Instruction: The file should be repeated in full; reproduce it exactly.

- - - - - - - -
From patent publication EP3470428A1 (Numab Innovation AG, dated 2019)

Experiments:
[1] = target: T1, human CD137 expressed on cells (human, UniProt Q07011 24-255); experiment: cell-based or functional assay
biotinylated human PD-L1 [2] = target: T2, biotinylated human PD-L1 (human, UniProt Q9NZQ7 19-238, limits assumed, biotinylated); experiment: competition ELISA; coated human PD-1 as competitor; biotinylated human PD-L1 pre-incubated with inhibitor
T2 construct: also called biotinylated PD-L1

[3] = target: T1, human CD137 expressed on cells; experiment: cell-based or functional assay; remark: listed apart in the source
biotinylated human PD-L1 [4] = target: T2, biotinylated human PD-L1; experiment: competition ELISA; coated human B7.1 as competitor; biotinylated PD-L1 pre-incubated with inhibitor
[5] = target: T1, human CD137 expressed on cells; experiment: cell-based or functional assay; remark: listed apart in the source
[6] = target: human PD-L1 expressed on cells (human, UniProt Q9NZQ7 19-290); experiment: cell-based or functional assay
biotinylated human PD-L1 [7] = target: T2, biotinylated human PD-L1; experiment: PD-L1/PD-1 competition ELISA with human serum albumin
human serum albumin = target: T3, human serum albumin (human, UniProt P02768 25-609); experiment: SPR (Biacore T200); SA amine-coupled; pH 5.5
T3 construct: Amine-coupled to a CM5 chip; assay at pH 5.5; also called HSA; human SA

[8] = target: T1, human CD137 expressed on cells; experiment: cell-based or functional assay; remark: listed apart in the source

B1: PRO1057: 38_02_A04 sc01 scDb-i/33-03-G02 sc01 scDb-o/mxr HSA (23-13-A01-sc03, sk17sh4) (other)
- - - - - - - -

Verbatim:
From patent publication EP3470428A1 (Numab Innovation AG, dated 2019)

Experiments:
[1] = target: T1, human CD137 expressed on cells (human, UniProt Q07011 24-255); experiment: cell-based or functional assay
biotinylated human PD-L1 [2] = target: T2, biotinylated human PD-L1 (human, UniProt Q9NZQ7 19-238, limits assumed, biotinylated); experiment: competition ELISA; coated human PD-1 as competitor; biotinylated human PD-L1 pre-incubated with inhibitor
T2 construct: also called biotinylated PD-L1

[3] = target: T1, human CD137 expressed on cells; experiment: cell-based or functional assay; remark: listed apart in the source
biotinylated human PD-L1 [4] = target: T2, biotinylated human PD-L1; experiment: competition ELISA; coated human B7.1 as competitor; biotinylated PD-L1 pre-incubated with inhibitor
[5] = target: T1, human CD137 expressed on cells; experiment: cell-based or functional assay; remark: listed apart in the source
[6] = target: human PD-L1 expressed on cells (human, UniProt Q9NZQ7 19-290); experiment: cell-based or functional assay
biotinylated human PD-L1 [7] = target: T2, biotinylated human PD-L1; experiment: PD-L1/PD-1 competition ELISA with human serum albumin
human serum albumin = target: T3, human serum albumin (human, UniProt P02768 25-609); experiment: SPR (Biacore T200); SA amine-coupled; pH 5.5
T3 construct: Amine-coupled to a CM5 chip; assay at pH 5.5; also called HSA; human SA

[8] = target: T1, human CD137 expressed on cells; experiment: cell-based or functional assay; remark: listed apart in the source

B1: PRO1057: 38_02_A04 sc01 scDb-i/33-03-G02 sc01 scDb-o/mxr HSA (23-13-A01-sc03, sk17sh4) (other)